I wish I could say I am happy, says Egyptian activist Ahmed Douma after release

Activists claim arrests have continued as authorities released hundreds of critics from jail

Egyptian activist Ahmed Douma, a leading figure in the country's 2011 uprising, following his release from prison on Saturday. AFP
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Egypt President Abdel Fattah El Sisi’s pardon of a prominent activist who spent 10 years in prison was welcomed as the latest attempt to heal the wounds of a clampdown that began at the time of his arrest.

Campaigner Ahmed Douma, 37, was a leading figure of the 2011 uprising that toppled autocratic ruler Hosni Mubarak after nearly 30 years in power.

But while some see the high-profile pardon as a goodwill gesture, others pointed out that arrests have continued in the 16 months since the Egyptian leader first ordered the release of more than 1,000 jailed critics in batches.

The releases are part of a carefully measured drive by Mr El Sisi to achieve national reconciliation during the current economic crisis – just months ahead of a presidential election.

Mr El Sisi's opponents claim tens of thousands of government critics remain in pretrial detention.

“After 10 years in prison, I wish I could say that I am happy after being released,” Mr Douma told reporters on Saturday after leaving his prison on the outskirts of Cairo.

“I postpone any celebrations until everyone is free. I wish we can celebrate soon.”

On Sunday, Mr Douma listed in a Facebook post the names of 16 mostly well-known government critics who remain behind bars, including British-Egyptian Alaa Abdel Fattah and former presidential candidate Abdel Monaim Abul Fotouh.

“And there are thousands of others who have also been crushed by an unjust system just like I was … There will be no joy without loved ones from among family, comrades and even foes being free as well,” he said.

Mr Douma was arrested in the large-scale clampdown that followed the 2013 ouster by the army, then led by Mr El Sisi, of Mohammed Morsi, an Islamist who was elected president in 2012.

Mr Douma was initially sentenced to 25 years in prison in 2015 for clashing with security forces, but this was reduced on appeal to 15 years in 2019. Later that year, Egypt's top appeals court upheld the reduced sentence.

Rights activist Hossam Bahgat welcomed the pardon, but said the decision was made “without any transparency or understanding of why some people were selected (for a pardon) and others ignored”.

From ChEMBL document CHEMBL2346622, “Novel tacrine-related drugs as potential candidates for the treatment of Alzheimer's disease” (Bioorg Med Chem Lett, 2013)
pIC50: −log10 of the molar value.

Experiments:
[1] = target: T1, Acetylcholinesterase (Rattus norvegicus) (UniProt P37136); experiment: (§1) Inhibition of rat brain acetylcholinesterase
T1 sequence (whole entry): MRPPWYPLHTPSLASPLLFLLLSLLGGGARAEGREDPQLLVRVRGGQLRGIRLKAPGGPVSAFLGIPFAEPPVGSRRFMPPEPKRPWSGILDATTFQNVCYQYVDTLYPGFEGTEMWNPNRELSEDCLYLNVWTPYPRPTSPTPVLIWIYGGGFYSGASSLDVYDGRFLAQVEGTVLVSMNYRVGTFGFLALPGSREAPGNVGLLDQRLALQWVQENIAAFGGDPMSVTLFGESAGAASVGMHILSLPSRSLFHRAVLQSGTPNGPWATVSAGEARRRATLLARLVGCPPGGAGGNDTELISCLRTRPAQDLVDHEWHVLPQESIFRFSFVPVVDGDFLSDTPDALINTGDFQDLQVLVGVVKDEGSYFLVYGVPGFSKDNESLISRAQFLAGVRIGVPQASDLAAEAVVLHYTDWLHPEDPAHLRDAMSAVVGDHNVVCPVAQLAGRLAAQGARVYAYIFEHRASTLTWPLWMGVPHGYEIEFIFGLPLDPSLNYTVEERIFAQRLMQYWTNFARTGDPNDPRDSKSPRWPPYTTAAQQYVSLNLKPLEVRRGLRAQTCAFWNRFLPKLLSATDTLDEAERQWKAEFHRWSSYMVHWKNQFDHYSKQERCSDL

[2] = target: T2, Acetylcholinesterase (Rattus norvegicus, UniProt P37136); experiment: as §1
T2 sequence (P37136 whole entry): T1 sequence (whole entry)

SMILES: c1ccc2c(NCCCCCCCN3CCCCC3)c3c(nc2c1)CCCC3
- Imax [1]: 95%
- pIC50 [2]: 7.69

Mr El Sisi’s government, he added, was “showing no indication of moving towards ending the crisis of political prisoners in Egypt.”

The issue of pretrial detention has been openly debated over the past year, with critics and experts calling on Mr El Sisi in online articles and social media posts to end it. They label it as the government’s roundabout way of keeping dissidents jailed without being formally charged or put on trial.

The government insists there are no political prisoners in Egypt and that everyone in detention is facing due legal process.

Mr El Sisi has argued that the actions were needed to safeguard the nation against a terror campaign that followed Morsi’s removal.

He has also launched a national dialogue that brought together the opposition, experts, trade unionists, pro-government politicians and academics to try to chart the country’s future.

The dialogue began in May. Last week, it delivered recommendations to the president to reform the electoral system with the aim of making parliament’s two chambers, currently dominated by El Sisi supporters, more representative.

The dialogue is expected to send more recommendations to the president, who has the prerogative to accept or dismiss them.

Mr El Sisi has yet to say whether he will seek a third term in office, but is widely believed to have every intention to contest the forthcoming election expected in early 2024 and which he is virtually certain to win.

Mohammed Zaree, an award-winning rights activist, believes the release of Mr Douma and others are not part of a political reform campaign, but more of an attempt to defuse growing frustration with the economic crisis.

“Political reform is not something that is in progress at this point of time,” he said.

In the past 17 months, Egypt devalued its currency three times, leaving its pound stripped of some 50 per cent of its value. Inflation is at record levels, reflecting in large part steep rises in the price of food.

A dollar crunch has cast doubt on the nation’s ability to repay its huge foreign debt – more than $160 billion – and led to the suppression of imports and the subsequent disruption of industries reliant on imported material.

Mr El Sisi, in charge of the economy since taking office in 2014, has placed the blame on the coronavirus pandemic and the Russia-Ukraine war while defending his handling of the economy.

“It is a difficult challenge, but will it end? Absolutely, this is the way of the world,” he said during a visit last week to Egypt’s north-west coastal region. “People are gravely impacted by the crisis and I know that prices are high. We are doing everything in our power to mitigate the impact of this crisis.

“Everything will be fine with your good prayers,” he told scores of local dignitaries in televised remarks.

Updated: August 21, 2023, 11:36 AM